Unions get a bad rap from all sorts of people. Sometimes that's deserved. The union guys in GBH are pretty terrible people. I mean, they might not know the whole story but they still terrorise little kids because they can't set up a strike properly. That's not defensible. And, yeah, you do get actual strikes that do terrible things. For example, beating up "scabs" or those who break picket lines and go to work anyway. But unions do good things: they fight the power imbalance of the labour market.
Transport strikes get really interesting. A lot of people depend on public transport to get to their jobs, and the increased traffic theoretically repeats on everyone in general. This is the whole point of a strike. The idea is to make the bosses realise that the little guy actually matters. Usually this is by hitting the bosses' commercial interests, but public sector strikes are more about inconvenience. And let me tell you that the rigmarole I went through yesterday was inconvenient. Although, the cop car's blocking the entrance to the bus station was surely not a sign of solidarity. Naturally, there are people who are stopping just short of having the union involved lined up against the wall and shot.
The basic issue at the heart of Friday's strike is the forthcoming demise of the train managers (conductor, guard type people) and ticket inspectors. Or, in other words, driver only operation. I don't think this is a good idea. Let's put it this way... if you can agree that having single-staff operated trains is desirable, who would you rather get rid of? the train manager? or the driver? (driverless trains are a thing). I think the majority of people are lying to themselves if they say the conductors.
I'm not entirely convinced that the Union involved is taking the right tack here. A lot of people are framing the issue as a question of safety. I think that's a poor argument. Firstly, because Auckland's trains are safe. I can think of a grand total of two news stories this year about incidents on the train. I know people who will change station at night out of safety concerns but here's the thing... they are still catching the train itself. Secondly, because the main "safety" thing the train managers do is something that is criticised a lot... they manage the doors. Auckland has a station dwell time problem. There are a bunch of causes and one of the ones that gets singled out is that train managers sometimes hold trains up to let people on. You see this quite a lot. And the train managers are also responsible for introducing lag when they check no-one's in the way of the doors. That's managed in other ways at present.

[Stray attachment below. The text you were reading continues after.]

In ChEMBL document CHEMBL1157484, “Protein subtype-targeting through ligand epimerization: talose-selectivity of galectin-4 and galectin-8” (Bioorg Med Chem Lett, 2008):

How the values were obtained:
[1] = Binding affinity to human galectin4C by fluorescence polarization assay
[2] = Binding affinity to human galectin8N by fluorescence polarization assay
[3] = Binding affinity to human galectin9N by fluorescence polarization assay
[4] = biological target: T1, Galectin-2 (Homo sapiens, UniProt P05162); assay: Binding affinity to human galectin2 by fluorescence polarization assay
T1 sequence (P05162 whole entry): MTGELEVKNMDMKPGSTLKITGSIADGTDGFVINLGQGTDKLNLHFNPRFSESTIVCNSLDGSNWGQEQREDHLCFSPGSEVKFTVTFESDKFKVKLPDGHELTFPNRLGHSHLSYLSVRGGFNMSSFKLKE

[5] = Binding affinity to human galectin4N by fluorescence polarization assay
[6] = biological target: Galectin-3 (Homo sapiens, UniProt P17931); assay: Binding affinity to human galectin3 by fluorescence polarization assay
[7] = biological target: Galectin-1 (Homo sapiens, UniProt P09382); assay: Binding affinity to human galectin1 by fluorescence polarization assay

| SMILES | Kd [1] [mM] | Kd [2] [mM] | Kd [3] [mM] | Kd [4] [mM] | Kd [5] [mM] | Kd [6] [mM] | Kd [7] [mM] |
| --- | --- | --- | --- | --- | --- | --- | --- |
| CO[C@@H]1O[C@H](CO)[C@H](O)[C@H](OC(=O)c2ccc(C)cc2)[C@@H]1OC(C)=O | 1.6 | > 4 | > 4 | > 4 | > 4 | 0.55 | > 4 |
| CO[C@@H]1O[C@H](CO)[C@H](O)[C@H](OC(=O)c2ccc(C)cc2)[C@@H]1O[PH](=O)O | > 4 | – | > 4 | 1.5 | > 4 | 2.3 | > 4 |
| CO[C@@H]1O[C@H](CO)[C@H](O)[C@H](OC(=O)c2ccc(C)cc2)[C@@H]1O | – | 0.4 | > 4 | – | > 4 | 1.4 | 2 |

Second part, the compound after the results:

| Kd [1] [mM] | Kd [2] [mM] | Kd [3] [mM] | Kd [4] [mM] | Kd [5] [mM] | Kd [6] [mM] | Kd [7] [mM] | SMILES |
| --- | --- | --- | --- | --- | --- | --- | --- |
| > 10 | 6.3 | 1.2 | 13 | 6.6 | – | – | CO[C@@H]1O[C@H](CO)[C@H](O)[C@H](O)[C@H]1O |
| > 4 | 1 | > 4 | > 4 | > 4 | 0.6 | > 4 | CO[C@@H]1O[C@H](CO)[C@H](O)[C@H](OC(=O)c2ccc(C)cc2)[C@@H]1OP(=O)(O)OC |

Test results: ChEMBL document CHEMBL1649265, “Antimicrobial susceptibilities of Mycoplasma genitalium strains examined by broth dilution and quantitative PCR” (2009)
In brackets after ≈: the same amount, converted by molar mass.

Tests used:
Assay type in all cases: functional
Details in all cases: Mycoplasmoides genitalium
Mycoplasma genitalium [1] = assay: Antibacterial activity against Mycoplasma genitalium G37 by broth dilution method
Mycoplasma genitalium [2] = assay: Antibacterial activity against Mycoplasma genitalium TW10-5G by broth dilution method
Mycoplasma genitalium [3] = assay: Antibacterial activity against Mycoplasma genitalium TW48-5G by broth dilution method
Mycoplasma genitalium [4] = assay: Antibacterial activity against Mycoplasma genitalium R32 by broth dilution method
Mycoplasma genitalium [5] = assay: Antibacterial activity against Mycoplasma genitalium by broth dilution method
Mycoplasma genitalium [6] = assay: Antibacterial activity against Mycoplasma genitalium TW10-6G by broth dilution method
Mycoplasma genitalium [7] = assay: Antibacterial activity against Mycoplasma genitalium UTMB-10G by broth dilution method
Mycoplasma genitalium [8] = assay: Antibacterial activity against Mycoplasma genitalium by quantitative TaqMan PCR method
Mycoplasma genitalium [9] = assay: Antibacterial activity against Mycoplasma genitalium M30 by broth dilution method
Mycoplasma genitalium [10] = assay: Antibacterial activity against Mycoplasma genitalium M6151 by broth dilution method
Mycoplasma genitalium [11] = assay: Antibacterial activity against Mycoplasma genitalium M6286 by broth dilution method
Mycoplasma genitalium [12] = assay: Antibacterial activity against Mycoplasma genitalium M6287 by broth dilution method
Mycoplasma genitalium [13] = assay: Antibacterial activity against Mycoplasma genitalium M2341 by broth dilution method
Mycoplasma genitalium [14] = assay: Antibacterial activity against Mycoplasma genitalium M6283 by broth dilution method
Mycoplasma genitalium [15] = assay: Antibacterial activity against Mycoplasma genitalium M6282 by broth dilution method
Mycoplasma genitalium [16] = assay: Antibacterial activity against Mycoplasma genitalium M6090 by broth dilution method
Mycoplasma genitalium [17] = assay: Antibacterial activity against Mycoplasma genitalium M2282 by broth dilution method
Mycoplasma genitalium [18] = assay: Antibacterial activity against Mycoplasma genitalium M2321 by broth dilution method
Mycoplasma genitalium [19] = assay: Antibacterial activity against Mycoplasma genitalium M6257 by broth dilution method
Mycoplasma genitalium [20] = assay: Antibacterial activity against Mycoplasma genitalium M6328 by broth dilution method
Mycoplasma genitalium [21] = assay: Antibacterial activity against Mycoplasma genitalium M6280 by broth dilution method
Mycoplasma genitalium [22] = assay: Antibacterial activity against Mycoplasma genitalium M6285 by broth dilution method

The reason why having conductors is preferable to drivers is because they are customer facing. Sure, there's no real contact if you're in a six carriage train and the manager is in the other set of three, but that's a third problem with the safety argument. When you frame the train manager as a manager you set up lower stakes and emphasise the human element of what it is they do. Maybe the train managers ought to know more about the transport network as a whole. Maybe critics of the strike are right about that. But the train managers are the person to talk to if someone is mucking around with the doors. If they've got feet on chairs. If they're playing music loudly. And the train manager is who you'd talk to if something happened. They're who you can train to make a decision about what to do if, say, a medical issue occurred. The driver is completely useless in all these situations. The people, if any are present, on the platforms are useless.
The reality, though, is that Auckland's trains are a lifetime away from being driverless. But this logic is worth considering. It reveals that the reason the managers are being ditched isn't something to do with their redundancy, an argument which (as discussed) is more tenable when you argue from safety grounds. Rather, the managers are being ditched because of the arbitrary fare recovery ratio imposed on AT by faceless bureaucrats. It's quite disgusting that Greater Auckland believes (a) that the ratio is arbitrary but is (b) pro-mass lay offs. It's a position they're able to sustain because they have only engaged with the single narrative of safety.
Now, we ought to say some things in AT's defence. It is possible that they're incoming new role will be able to resolve some of these issues but everyone I've heard suggests that the new transport officers are just going to be jacked up ticket inspectors. Yeah, there is going to be more of them, and yeah they'll mean that the network has more on-board staff in the system but they're not going to be on every service. They're not being sold based on people skills. They are being sold based on their ability to kick people off trains. They are, in short, another reason to choose something other than safety to argue on. And they're not a role that everyone will be able to transition to, either.
Thinking about what it is the train managers do reveals the spurious nature of the for and against arguments, because everyone is an idiot (quelle surprise) and safety just misses the point. Maybe the transport officers are going to be trained so that they do it all. Maybe AT are going to handle things so that they transition as many current staff into the new role as possible. Maybe AT are going to manage the lay offs well. I don't know. But making sure AT do these sorts of things is exactly why unions exist. And it is exactly why there should be strikes if it looks like these kinds of thing aren't going to happen. And sure this strike probably had the wrong logic to achieve such outcomes, and it's distracted from the big picture (the arbitrary ratio, fare recovery issues with the New Network, a broke Council and a decade of neglect from central government) but the abstract strike doesn't justify the rhetoric it's received. Especially when dealing with an organisation as poor at customer contact as AT.